Mark R Lindsey

How do they deliver files so fast?

In Uncategorized on November 23, 2010 at 1:20 pm

TomTom emailed me this morning to say a new map was available for my GPS Receiver. Since we’re just about to go on a trip, I jumped at the chance for a shiny new map. I use a TomTom Go 720.

1. The download rate was impressive. My TimeWarner Business Class service in the Raleigh NC area provides 8 Mbps download capacity. At 8:22 am, this transfer was running at 8 Mbps. That suggests the bottleneck was really my access link.

2. The time-to-live on received packets was 57. That’s a fairly close server, at only 8 hops away.

# 2010-11-23 08:25:50 mark@nabla ~$ ping -m 7
PING ( 56 data bytes
36 bytes from ( Time to live exceeded
Vr HL TOS Len ID Flg off TTL Pro cks Src Dst
4 5 40 5400 8fbd 0 0000 01 01 0464

Request timeout for icmp_seq 0
36 bytes from ( Time to live exceeded
Vr HL TOS Len ID Flg off TTL Pro cks Src Dst
4 5 40 5400 afa8 0 0000 01 01 e478

--- ping statistics ---
2 packets transmitted, 0 packets received, 100.0% packet loss

# 2010-11-23 08:25:55 mark@nabla ~$ ping -m 8
PING ( 56 data bytes
64 bytes from icmp_seq=0 ttl=57 time=271.677 ms
64 bytes from icmp_seq=1 ttl=57 time=281.295 ms
--- ping statistics ---
2 packets transmitted, 2 packets received, 0.0% packet loss
round-trip min/avg/max/stddev = 271.677/276.486/281.295/4.809 ms

3. TimeWarner / RoadRunner does such a nice job naming their point-to-point router IPs, we can guess about the network technology used.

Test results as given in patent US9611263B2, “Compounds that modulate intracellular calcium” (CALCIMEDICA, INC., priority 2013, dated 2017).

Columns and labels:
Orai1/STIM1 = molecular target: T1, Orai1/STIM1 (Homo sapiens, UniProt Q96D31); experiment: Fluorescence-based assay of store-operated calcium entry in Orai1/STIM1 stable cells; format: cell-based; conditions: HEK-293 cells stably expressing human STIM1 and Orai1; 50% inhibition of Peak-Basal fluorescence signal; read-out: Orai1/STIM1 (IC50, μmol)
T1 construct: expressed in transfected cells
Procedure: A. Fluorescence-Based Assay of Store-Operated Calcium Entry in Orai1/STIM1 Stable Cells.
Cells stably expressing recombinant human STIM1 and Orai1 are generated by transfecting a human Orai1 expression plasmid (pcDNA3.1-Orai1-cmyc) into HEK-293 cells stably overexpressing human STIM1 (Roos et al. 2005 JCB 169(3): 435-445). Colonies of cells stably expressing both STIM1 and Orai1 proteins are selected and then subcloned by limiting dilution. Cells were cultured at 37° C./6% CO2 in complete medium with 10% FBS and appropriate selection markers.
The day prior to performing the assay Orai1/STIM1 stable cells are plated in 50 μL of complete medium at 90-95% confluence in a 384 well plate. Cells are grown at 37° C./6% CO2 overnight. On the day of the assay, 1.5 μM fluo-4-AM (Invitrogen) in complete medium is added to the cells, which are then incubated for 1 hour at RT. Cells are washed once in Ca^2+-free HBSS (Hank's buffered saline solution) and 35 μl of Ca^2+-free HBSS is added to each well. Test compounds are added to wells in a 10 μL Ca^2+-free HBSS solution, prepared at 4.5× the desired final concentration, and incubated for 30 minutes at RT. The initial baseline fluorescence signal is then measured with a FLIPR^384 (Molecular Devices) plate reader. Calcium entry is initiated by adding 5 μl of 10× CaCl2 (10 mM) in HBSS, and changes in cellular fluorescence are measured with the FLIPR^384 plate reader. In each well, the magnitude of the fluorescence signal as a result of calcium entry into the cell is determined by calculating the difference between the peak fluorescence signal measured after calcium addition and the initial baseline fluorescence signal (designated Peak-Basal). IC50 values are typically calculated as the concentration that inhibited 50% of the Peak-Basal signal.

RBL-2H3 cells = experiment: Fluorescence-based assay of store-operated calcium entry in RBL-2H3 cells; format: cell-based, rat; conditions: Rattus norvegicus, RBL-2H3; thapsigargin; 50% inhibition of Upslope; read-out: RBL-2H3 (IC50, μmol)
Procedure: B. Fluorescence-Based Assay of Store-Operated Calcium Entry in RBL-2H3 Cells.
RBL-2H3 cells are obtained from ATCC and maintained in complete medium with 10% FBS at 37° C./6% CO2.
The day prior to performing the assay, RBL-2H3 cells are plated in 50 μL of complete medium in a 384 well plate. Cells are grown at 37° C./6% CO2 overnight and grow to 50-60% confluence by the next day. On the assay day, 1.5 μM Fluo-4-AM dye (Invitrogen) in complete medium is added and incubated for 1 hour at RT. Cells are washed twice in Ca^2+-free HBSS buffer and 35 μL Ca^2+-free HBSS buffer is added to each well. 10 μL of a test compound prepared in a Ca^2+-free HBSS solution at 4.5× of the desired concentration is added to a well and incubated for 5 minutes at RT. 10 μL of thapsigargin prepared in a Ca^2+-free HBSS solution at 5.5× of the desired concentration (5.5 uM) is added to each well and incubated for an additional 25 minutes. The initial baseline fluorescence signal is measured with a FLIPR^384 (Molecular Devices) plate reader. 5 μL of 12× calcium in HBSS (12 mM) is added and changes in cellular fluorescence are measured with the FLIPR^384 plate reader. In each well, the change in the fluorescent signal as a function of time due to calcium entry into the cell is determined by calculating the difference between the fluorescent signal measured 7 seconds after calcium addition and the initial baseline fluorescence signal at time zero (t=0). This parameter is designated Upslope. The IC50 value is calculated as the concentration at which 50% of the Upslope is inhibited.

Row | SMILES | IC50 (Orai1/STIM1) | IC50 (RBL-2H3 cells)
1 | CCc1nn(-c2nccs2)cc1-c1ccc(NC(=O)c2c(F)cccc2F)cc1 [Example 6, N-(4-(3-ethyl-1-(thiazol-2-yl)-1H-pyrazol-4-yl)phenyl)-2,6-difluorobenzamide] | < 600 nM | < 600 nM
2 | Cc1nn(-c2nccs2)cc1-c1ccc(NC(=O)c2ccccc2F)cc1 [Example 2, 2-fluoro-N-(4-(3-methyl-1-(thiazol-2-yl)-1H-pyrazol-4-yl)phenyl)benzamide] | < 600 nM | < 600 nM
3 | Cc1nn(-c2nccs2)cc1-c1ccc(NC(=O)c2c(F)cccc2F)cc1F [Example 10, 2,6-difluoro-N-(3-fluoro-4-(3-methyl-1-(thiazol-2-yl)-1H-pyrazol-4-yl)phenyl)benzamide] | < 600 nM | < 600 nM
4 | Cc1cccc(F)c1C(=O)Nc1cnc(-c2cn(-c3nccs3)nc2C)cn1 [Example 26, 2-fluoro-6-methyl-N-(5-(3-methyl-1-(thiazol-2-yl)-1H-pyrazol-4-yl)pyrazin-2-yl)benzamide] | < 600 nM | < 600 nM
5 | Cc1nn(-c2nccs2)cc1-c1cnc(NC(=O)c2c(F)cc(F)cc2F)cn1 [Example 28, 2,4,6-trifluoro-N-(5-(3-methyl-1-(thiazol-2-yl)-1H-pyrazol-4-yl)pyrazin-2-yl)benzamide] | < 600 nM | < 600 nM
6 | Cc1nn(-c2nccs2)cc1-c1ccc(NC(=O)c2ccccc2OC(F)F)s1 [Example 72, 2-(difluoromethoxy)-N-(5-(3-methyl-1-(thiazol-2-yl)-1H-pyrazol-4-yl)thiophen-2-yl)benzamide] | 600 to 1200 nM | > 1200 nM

traceroute to (, 64 hops max, 52 byte packets
1 ( 0.813 ms 0.595 ms 0.586 ms
2 ( 231.388 ms 268.237 ms 268.356 ms
3 ( 260.497 ms 279.656 ms 253.422 ms
4 ( 254.433 ms 258.332 ms 264.331 ms
5 ( 257.150 ms 274.931 ms 265.894 ms
6 ( 259.336 ms 317.687 ms 286.754 ms
7 ( 290.598 ms 274.169 ms 280.447 ms
8 ( 287.974 ms 254.063 ms 230.003 ms

They use the term “ae”, which is a Juniper term for “Aggregate Ethernet”. So I’d guess TimeWarner is using Juniper routers, at least in the “dca” area. (Washington DC?)

The third-hop interface is GigabitEhternet 9/1/4 on Raleigh NC “G” Router 1.

The fourth-hop interface is Packet-over-Sonet 1/0 on Raleigh NC “A” Router 4.

The fifth-hop interface is Gigabit Ethernet 6/0/0 on Raleigh NC “POP” router 1.

The sixth-hop interface is AggregateEthernet 3/0 on “cr0” in “dca10”. I’m guessing that’s “core router 0” in Washington DC area 10, but I really don’t know. The router naming scheme changed when we left the Raleigh NC area.

The seventh-hop interface is Aggregate Ethernet 1/0 on “pr0” in “dca20”. That sounds like a peering router, and it’d make sense, since that’s the router that is apparently connected to the file server.

4. The bulk of the data came from came from, aka “”.

According to ARIN, somebody named that network “COUDERSPORTBB-1”. Coudersport PA was the location of Telcove and Adelphia Communications, and currently an Operations Center for Level(3).

5. The Ethernet frames, as they arrive, are 1514 bytes. They have 1488 bytes of TCP payload in each packet. That’s making full use of 1514 byte frames, and it’s as efficient as they could be without special tricks.

6. The IP datagrams sent have the “Don’t Fragment” bit set. That suggests they used Path MTU discovery to optimize the right packet size.

What’s the point? The file server sending me this file is directly connected to the RoadRunner / TimeWarner network. And it’s likely that at this hour, the TimeWarner network is not saturated.


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